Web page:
Category Archives: 4 stars

'Lara Croft: Relic Run' Review - Temple Fun

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May 29th, 2015 4:30 PM EDT by Nathan Reinauer in 4 stars, Free, Games, Reviews, Runner, Universal
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Some of you may recall a bit of controversy earlier this year over the fact that Temple Run 2 [Free] (and many similar games) didn’t let you play as a female character unless you paid for the privilege. This was brought to the attention of The Washington Post by a pretty awesome 6th grader who argued that it could be a form of gender discrimination, even if the developers didn’t intend it that way. Luckily, Imangi and several other devs took steps toward fixing the situation, but it’s no secret these types of games (and the industry as a whole) still have a ways to go. Well, stepping into the fray with tiny shorts and guns blazing is Lara Croft with her own take on the behind-the-back-runner formula. You’re welcome, women everywhere...

This review comes with a small caveat: you have to like the rock band Queen even a little bit to appreciate this game. Otherwise, read this review as a commentary on how a "band" iOS game should be made. And now that we are done with that, let's talk about Queen: Play the Game [$2.99], a mobile game released yesterday out of the blue. I'm quite a Queen fan ever since forever; still, I approached this game to see both what it could offer Queen fans but also how it stands as a model for licensed band games. I'm happy to say that I enjoyed playing the game, and as long as content keeps on coming its way (as the developers said it will), Queen: Play the Game will stand as a great "gameficication" of everything Queen...

The Alphadia series represents something of an oddity in prolific RPG publisher Kemco's line-up. For all of the iOS games they put out, roughly one per month for the last few years, there's only one sequel in the bunch that isn't part of the Alphadia series. Alphadia [$3.99], on the other hand, has three sequels, though the links between them are becoming increasingly tenuous as time goes on. Of course, with at least two more Asdivine games released in Japan, that's going to change soon enough, but it's still quite interesting. Are these games particularly popular, or does developer EXE-Create just like the trappings of Alphadia's mythos? That's a question I can't answer, but it's clear that the developer and publisher both give the Alphadia games a bit of special treatment. Alphadia Genesis [$9.99] was the game that debuted EXE-Create's new 3D combat engine, used in a few other titles since. Now that title is getting a follow-up, Alphadia Genesis 2 [$4.99]...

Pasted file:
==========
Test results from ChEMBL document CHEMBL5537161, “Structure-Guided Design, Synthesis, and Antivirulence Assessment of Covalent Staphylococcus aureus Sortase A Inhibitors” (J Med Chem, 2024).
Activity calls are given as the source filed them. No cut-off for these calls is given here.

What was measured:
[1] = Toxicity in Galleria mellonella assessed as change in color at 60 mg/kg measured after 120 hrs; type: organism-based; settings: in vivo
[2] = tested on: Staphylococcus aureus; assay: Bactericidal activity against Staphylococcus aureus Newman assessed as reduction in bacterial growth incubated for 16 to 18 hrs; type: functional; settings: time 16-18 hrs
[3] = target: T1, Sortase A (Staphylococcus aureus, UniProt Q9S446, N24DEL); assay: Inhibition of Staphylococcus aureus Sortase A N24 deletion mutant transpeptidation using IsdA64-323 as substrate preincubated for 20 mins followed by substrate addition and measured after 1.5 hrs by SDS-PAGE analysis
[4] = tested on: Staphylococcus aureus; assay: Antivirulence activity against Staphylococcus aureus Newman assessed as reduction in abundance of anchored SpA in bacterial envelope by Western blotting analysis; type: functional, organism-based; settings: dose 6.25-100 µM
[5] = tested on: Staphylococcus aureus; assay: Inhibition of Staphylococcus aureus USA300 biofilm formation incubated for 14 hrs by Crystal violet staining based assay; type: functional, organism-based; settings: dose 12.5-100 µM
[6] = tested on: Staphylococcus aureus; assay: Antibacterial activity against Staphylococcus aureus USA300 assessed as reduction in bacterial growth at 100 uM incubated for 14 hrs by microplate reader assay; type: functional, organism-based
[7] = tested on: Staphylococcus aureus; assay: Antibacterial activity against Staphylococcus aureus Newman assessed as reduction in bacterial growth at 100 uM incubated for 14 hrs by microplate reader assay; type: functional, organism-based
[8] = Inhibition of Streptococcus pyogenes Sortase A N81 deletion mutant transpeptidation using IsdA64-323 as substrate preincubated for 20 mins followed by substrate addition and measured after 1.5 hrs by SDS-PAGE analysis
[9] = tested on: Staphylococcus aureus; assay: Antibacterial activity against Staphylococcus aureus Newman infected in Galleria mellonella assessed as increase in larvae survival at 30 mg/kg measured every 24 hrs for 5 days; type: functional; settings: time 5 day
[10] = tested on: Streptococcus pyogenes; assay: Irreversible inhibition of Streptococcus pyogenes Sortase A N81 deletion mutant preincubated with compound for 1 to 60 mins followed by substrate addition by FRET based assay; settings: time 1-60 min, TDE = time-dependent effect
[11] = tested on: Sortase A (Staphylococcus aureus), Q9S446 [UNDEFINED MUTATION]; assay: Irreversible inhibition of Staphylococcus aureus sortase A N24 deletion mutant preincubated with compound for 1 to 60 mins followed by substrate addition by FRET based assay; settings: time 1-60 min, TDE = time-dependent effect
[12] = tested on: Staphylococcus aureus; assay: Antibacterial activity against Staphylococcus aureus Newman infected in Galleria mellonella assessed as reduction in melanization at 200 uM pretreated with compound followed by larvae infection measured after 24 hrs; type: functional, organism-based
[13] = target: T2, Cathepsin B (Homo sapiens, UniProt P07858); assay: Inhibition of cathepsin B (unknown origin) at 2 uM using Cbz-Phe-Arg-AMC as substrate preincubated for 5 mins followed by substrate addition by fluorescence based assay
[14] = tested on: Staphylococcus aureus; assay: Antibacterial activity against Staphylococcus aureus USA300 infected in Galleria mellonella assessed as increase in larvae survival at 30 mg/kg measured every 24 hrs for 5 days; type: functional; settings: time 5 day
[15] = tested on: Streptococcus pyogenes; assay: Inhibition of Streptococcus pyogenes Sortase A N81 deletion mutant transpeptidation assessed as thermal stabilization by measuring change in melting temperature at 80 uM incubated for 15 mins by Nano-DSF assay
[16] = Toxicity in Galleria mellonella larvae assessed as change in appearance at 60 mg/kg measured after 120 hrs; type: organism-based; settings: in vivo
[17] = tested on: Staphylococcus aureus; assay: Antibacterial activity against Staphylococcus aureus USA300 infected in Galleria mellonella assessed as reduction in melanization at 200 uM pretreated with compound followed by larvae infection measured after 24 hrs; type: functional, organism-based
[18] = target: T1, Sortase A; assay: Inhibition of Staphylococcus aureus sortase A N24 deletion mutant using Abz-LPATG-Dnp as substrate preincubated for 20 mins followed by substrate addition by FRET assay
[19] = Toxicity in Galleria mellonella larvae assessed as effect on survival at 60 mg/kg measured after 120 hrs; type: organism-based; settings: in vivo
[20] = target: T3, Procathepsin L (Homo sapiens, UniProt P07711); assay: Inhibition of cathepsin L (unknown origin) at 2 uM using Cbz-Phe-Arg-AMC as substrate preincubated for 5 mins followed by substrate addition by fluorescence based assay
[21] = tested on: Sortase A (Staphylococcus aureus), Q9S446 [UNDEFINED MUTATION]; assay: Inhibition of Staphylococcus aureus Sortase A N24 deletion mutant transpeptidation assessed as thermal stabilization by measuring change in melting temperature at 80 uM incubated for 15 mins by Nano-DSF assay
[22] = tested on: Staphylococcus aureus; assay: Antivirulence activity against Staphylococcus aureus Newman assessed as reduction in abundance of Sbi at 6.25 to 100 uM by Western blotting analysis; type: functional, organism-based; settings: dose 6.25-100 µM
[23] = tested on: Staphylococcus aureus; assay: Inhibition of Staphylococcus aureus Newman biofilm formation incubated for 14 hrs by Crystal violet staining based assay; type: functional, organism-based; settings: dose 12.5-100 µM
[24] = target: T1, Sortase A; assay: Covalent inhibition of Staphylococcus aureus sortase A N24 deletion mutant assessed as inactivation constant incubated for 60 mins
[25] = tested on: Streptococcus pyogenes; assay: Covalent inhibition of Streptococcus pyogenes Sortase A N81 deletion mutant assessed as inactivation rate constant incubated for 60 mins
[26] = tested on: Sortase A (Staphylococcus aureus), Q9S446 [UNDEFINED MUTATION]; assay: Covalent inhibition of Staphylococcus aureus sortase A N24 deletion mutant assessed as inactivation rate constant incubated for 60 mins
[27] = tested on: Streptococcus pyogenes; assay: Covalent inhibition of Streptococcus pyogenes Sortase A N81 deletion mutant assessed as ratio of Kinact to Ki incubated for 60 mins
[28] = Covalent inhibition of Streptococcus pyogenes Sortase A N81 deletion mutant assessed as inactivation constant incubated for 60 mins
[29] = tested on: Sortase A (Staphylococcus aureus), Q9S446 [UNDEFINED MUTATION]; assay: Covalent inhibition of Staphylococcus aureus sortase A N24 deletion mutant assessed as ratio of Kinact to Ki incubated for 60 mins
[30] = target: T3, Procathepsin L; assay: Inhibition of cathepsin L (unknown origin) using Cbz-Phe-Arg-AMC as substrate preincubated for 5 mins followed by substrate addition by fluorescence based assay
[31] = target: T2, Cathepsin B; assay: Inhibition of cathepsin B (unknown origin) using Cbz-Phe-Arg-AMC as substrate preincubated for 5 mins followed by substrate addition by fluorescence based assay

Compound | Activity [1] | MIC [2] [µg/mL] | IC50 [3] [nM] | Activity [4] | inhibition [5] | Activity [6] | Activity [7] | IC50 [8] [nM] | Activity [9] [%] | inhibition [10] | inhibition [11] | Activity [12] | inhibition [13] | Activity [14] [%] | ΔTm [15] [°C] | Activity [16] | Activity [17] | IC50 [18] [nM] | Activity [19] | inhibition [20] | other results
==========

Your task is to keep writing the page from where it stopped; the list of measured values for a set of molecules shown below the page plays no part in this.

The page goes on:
Crazy Kings [Free] is a creatively cartoon-y tower defense adventure which documents one hero’s valiant attempt to rally troops and save the world from the siege of the titular raving royals. Along the way, players will reinforce battlefields ranging from towers and arenas to icebergs and (obviously) run-of-the-mill fields from enemy invaders. In exchange for a successful campaign, the player is rewarded up to three pieces of loot (one for each potential Star earned) with the available prizes being some combination of in-game currency known as Gems, Armor for protecting your main hero or Cards for summoning new units. The completion rewards are displayed right at the beginning of the level as an added incentive to try, try again if at first you don’t succeed. There are also a myriad of other distractions along the way that promise new and exciting rewards on a “give it a try, once (or twice) a day” basis without using up any main-story-progressing energy. But don’t get too crazy, energy in Crazy Kings doesn’t come cheap. Each level, whether first run through or reprise, will cost you ten green bottles and since you only start with 50, that means you could be running out of treasonous activities pretty quickly...